Limbang is the Suluk Durian Kingdom of amazing orange, yellow, red and sometimes marbled hybrids of D. zibethinus and D. graveolens. But they’re not just random trees — there are grafted Suluk hybrids, just like Musang King or Black Thorn or Puangmanee.
Behind each durian is a story — and behind this flaming sunset durian is a friendship spanning more than 2 decades.
How Limbang Suluk Haji Lamat Was Discovered
Twenty-six years ago Thomas was a new researcher at the Jabatan Pertanian Kubong Research Station.
The young man had never grafted fruit trees before and didn’t have any training in modern agriculture.
Thomas, like many of the young recruits at the Kubong Station, is from the local Bisaya tribe. His formal education stopped at high school, because there are no universities in Limbang, and his family didn’t have the funding to send him to a larger city like Miri or Kota Kinabalu to study.
So he needed to learn the research skills on the job — and he needed more practice.
Haji Ismail was a senior researcher on Thomas’s team.
Behind Haji Ismail’s house was a very old tree that produced an unusual rosy-orange durian, with flesh like a sunset on a particularly smoggy day.
When Thomas asked Haji Ismail if he could practice grafting with the beautiful old durian, Haji Ismail said sure. Thomas produced several surviving grafted seedlings, 5 of which he gifted back to Haji Ismail as a token of thanks.
And a friendship lasting more than two decades was born, as well as a new variety of Suluk durian.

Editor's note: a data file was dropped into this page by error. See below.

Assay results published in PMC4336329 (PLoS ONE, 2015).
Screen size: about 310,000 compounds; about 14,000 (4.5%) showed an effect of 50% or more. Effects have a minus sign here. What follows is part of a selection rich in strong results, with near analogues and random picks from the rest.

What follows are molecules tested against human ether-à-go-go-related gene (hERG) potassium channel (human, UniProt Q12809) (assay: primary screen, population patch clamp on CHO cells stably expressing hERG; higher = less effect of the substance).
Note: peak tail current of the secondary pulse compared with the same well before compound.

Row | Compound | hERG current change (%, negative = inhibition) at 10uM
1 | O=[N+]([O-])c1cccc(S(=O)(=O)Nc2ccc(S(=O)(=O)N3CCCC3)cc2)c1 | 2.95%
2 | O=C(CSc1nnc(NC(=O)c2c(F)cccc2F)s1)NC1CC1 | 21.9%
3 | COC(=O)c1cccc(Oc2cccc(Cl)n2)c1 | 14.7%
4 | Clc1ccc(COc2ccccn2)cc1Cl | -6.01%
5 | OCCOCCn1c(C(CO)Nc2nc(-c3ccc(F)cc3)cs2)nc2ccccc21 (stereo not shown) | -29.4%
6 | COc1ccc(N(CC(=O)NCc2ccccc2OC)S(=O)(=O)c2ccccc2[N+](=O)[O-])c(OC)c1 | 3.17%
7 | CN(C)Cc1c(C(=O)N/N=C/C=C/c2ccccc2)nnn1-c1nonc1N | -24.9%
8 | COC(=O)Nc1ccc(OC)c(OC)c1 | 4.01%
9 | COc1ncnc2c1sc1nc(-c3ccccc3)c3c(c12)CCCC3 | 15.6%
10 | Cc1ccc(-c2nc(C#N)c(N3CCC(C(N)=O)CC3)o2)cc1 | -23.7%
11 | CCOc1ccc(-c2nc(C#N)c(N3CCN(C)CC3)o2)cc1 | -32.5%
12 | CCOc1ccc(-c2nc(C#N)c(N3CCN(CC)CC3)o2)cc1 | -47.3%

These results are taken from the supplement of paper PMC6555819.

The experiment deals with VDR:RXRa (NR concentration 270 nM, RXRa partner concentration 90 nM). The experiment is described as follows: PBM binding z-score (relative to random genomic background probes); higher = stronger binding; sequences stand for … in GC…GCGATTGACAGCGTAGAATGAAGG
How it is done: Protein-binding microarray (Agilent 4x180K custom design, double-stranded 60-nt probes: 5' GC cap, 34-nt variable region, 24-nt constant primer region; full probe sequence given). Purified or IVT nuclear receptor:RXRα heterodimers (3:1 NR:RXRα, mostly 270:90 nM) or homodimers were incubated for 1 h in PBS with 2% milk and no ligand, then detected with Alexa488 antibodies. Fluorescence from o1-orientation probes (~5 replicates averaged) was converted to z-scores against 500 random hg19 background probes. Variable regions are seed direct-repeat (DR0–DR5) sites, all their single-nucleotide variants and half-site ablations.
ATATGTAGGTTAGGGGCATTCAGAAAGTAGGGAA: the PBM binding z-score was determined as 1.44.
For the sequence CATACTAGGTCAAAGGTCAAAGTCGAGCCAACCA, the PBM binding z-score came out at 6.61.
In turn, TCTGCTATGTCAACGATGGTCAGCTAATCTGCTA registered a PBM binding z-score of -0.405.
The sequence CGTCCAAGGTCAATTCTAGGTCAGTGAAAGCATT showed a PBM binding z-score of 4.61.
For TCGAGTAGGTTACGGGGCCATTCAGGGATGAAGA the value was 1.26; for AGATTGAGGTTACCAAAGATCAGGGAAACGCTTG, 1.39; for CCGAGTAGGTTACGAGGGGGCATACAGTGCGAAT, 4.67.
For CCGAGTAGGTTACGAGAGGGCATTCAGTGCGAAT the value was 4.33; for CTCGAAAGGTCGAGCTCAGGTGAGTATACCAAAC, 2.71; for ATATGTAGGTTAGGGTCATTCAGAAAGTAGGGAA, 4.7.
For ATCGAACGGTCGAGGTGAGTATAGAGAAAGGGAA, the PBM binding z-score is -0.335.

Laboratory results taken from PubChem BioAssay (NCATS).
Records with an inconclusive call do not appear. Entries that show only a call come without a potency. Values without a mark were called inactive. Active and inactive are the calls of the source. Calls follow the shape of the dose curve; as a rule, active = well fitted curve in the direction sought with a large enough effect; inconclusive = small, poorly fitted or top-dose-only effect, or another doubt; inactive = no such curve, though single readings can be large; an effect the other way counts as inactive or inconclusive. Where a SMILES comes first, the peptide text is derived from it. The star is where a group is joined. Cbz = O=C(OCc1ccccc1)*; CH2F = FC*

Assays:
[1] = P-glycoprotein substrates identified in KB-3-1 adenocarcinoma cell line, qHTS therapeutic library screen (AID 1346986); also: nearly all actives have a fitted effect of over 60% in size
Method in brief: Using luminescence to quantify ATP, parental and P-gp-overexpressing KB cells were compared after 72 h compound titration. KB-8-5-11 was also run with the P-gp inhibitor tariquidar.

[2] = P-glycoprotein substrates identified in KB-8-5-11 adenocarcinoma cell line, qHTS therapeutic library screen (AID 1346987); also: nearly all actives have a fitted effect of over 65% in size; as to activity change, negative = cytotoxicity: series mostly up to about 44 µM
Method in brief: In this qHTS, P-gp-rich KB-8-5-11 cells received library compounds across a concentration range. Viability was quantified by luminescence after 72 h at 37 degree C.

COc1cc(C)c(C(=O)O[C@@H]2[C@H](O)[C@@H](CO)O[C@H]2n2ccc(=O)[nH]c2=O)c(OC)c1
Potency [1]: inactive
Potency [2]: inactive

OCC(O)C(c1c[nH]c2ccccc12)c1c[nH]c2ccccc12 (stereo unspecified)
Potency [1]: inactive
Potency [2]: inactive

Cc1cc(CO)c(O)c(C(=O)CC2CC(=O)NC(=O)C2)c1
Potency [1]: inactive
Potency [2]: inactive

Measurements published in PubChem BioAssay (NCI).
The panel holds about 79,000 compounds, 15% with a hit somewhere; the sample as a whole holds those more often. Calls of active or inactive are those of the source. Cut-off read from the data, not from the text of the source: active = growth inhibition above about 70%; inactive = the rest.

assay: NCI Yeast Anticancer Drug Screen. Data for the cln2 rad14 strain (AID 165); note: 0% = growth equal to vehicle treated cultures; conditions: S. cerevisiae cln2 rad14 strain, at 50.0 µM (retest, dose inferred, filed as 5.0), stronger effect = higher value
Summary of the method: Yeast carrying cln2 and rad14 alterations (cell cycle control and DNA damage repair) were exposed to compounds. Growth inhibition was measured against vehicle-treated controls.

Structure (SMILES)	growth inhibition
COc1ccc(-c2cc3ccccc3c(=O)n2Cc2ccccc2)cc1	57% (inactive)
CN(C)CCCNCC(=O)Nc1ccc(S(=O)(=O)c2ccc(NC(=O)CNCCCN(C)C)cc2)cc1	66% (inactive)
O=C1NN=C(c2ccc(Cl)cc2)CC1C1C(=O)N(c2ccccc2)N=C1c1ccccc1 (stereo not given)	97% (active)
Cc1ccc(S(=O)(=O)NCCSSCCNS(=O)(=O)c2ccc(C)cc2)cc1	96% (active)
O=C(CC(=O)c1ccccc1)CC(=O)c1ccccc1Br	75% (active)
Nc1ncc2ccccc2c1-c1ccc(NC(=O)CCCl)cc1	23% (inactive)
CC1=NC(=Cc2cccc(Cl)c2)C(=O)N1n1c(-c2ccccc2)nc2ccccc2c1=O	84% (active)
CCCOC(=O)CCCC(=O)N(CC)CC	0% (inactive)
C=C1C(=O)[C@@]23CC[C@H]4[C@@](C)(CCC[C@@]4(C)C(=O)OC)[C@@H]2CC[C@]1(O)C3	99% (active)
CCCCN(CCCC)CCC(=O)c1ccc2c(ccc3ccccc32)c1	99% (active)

About the Suluk Haji Lamat Mother Tree
The Suluk Haji Lamat mother tree still stands tall in a grove a short walk behind the old house now inhabited by Haji Ismail and his wife, the daughter of Haji Lamat.
Haji Lamat was a Malay man who was born and died without leaving Limbang. Haji Ismail doesn’t have any photos of him, but he remembers that he was very tall.
The story is that Haji Lamat received the seed from a Filipino trader, which is why it’s a “Suluk” — named for the Sulu Archipelago.
Maybe it’s true — or partially true. Durio graveolens species are fairly rare in the Philippines today, but maybe in the past before rampant deforestation these beautiful jungle trees were more common.
How to Identify Suluk Haji Lamat
Suluk Haji Lamat is common in Lawas and Limbang. You’ll see it around the Limbang Tamu (Friday Market) as well as at many roadside stalls, because the Agricultural Department gave out grafted trees of Suluk Haji Lamat in the late 1990’s. Since then, it’s name has been lost, confused with other Suluk varieties also from the Ag Department, or renamed something more creative.
Mr. Lo in Lawas got his tree from Thomas around 2000. He calls it “Suluk 3.”
Madam Ting got her tree around 1990. She isn’t sure what it’s called, just “Suluk.”
So being able to identify this little beauty is an important Durian Hunting skill!
Suluk Haji Lamat is smaller and rounder than many Suluks, which tend toward an elongated shape.
It has a shorter stem, small fine thorns and and a yellowish-green complexion.
Other varieties, like Suluk Margaret Deli (Suluk King) have longer thorns, are larger in general, deeper camouflage green, and are more elongated in shape.
Inside, Suluk Haji Lamat has bulbous pods that are thick, creamy, and a shockingly beautiful deep orange tinged with red.
It looks different than other Suluks, like Suluk Margaret Deli, which has more elongated shape, a thinner flesh, and a lighter, brighter orange color.
Where to find Suluk Haji Lamat
Malaysia Durian Hunting Map
Use this Map or our new Durian App to navigate your way to some Suluk Haji Lamat or more Limbang Durian Suluk!